I just read the latest World magazine which featured an article on Tienanmen Square because today is the 20th anniversary of the event. Even while depicting the horrible atrocities, the article drove in the point that one of the worst days in China's history became a turning point for the growth of Christianity in China. The number of Christians in China has skyrocketed from just a few decades ago and continues to grow today. Some commentators point to the Chinese people becoming disillusioned with the system of democracy as part of the reason for the rise. Perhaps the Chinese placed their hopes in democracy to save them from an oppressive Communist regime which would thus solve the problems in their lives. But they realized on that day when their emboldened protests came to a bloody and violent stop, that a new government system did not hold all the answers. Only Christ could make things right.

Further on in the magazine, I read another article about an exhibit in New York on “French literature during the Holocaust.” It talked about the corrupt horrors committed in France and the feeling of Antisemitism that still haunts humanity today.

My question is, “Why didn't WW1 and 2 start a Christian revolution and revival?”. After experiencing all of that evilness at the hand of men, why didn't we learn like the Chinese that the only hope in the world is Christ? Why does it seem like Christianity in America has taken a downturn since the mid-20th century? Why did we find, a couple decades later, a generation of rebellion?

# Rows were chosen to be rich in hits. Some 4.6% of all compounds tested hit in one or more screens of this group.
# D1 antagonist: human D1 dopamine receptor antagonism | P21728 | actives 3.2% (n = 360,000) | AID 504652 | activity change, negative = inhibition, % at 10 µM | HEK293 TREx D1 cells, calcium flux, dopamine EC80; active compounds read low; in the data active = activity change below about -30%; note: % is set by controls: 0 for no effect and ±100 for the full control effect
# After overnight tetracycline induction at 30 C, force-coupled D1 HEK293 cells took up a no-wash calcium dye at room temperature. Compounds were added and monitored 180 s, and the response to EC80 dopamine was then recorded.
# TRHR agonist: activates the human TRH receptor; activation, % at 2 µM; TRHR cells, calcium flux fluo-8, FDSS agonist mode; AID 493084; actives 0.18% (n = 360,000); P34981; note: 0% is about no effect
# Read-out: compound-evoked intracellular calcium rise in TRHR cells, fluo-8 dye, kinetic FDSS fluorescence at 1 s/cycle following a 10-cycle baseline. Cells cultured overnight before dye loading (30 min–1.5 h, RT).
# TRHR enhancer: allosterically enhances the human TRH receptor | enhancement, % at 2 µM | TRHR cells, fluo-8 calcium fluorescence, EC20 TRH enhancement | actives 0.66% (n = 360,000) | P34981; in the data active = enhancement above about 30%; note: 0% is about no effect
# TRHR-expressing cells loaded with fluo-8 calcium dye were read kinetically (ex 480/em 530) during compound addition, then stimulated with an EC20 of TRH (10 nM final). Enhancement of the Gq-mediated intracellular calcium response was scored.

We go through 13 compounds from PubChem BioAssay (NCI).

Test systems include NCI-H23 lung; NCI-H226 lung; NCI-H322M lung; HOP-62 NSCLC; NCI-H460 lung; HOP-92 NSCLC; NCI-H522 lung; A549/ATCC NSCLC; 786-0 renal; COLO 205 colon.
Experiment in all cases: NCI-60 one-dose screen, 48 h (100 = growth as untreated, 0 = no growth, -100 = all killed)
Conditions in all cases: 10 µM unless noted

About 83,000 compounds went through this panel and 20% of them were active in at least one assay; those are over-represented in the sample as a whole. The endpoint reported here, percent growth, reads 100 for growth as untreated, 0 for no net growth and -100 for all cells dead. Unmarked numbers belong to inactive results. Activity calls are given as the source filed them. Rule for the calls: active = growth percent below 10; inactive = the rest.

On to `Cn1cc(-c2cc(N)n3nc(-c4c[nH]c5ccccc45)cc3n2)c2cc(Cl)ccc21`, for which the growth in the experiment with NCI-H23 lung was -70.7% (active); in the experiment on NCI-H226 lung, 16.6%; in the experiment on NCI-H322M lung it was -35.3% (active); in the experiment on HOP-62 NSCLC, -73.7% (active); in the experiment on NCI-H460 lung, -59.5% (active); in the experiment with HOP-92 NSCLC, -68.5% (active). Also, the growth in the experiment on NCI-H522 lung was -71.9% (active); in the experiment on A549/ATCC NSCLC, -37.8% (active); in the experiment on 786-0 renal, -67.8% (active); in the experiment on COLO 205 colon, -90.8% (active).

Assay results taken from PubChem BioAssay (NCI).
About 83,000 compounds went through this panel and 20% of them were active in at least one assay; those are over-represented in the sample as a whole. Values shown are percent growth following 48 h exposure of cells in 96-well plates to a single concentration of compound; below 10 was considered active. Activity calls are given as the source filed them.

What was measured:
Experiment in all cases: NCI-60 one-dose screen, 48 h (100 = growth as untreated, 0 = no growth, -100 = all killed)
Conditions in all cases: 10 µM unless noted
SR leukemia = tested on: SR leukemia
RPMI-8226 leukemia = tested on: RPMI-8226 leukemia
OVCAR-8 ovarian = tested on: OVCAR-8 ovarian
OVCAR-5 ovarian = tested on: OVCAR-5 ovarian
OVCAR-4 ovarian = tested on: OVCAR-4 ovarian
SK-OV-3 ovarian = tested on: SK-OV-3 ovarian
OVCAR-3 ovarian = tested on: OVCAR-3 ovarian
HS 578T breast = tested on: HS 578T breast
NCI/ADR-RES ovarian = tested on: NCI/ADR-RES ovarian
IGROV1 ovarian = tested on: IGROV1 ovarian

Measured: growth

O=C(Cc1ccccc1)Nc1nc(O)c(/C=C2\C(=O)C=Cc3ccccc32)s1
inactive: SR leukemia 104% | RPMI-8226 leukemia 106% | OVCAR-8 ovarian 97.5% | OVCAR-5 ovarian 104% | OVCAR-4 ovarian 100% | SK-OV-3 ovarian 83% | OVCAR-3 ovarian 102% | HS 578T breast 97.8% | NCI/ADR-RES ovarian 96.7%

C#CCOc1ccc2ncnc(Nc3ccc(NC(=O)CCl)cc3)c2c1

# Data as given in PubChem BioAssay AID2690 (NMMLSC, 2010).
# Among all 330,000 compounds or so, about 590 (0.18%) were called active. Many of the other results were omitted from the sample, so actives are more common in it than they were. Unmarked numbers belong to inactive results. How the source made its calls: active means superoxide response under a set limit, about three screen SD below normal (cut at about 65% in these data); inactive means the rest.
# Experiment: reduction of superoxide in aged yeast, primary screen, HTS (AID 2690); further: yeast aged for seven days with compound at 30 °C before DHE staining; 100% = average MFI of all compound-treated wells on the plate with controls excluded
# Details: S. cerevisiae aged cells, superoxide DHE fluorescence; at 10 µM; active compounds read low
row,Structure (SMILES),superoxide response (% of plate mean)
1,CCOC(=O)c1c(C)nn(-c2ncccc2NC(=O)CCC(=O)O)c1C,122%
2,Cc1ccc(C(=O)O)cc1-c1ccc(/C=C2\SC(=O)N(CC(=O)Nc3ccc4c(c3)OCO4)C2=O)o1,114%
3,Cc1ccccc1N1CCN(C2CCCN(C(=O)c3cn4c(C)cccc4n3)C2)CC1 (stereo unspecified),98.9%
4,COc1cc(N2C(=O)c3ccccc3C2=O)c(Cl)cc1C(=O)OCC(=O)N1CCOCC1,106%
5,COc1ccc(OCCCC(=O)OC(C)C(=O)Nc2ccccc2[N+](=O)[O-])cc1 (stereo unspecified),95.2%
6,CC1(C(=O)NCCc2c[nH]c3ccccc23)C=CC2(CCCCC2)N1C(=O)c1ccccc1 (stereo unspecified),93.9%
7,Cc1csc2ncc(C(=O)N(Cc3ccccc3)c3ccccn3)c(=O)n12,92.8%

When I was little, I hated hearing the news. It was just too scary and I wanted to stay in the happy, innocent world I knew where the worst problem was how to get back at my annoying brother for teasing me. I hated those glimpses of a bigger world that only seemed to have troubles and more troubles. My view was that everyone was sad and depressed because no one knew how to fix anything right. But now that I'm older, I see more clearly not only how naive I was, but, ironically, I also see how my childish perception caught much of the truth of reality. The world does have a lot of problems, mankind can't solve them, and people are scared. But I was ignorant of the fact that I don't need to be scared.

Now, by seeing this senseless violence, I better understand the extent of how depraved our world is. And I think it's right to understand that because in the midst of human hopelessness, Christ shines brighter. He is Sovereign. He is all-powerful. He is our Answer.

Wednesday, June 03, 2009

Enabling Comments

It's the beginning of June and time for a change. Under the encouragement of some friends, I've enabled comments for Hastings Haven. I disabled comments near the beginning of this blog, and recently I've been thinking about allowing comments, but was hesitant for two reasons:

1. It might become another way to spend too much time on the computer.

2. I should write for an audience of One.

But here's what I've decided (at least at this point).

1. I told one of my friends this first reason, and she said that comments are one of those things that are not bad in and of themselves. Rather, as she noted, "It's all in what you make of it". I think that's very true. So I'm going to give commenting a chance, and if it does end up being a time distraction, I'll disable them again.

2. I think everyone should always do things for an audience of One. But I still have so very much to learn, and as the Body of Christ, we can help each other grow stronger. As long as comments are used to "build each other up" (1 Thess. 5:11) and don't tear one another down, I think that comments can be used to edify and encourage.

With all that said, you are welcome to comment! Even if you just want to say "Hi", I'm always happy to hear from you.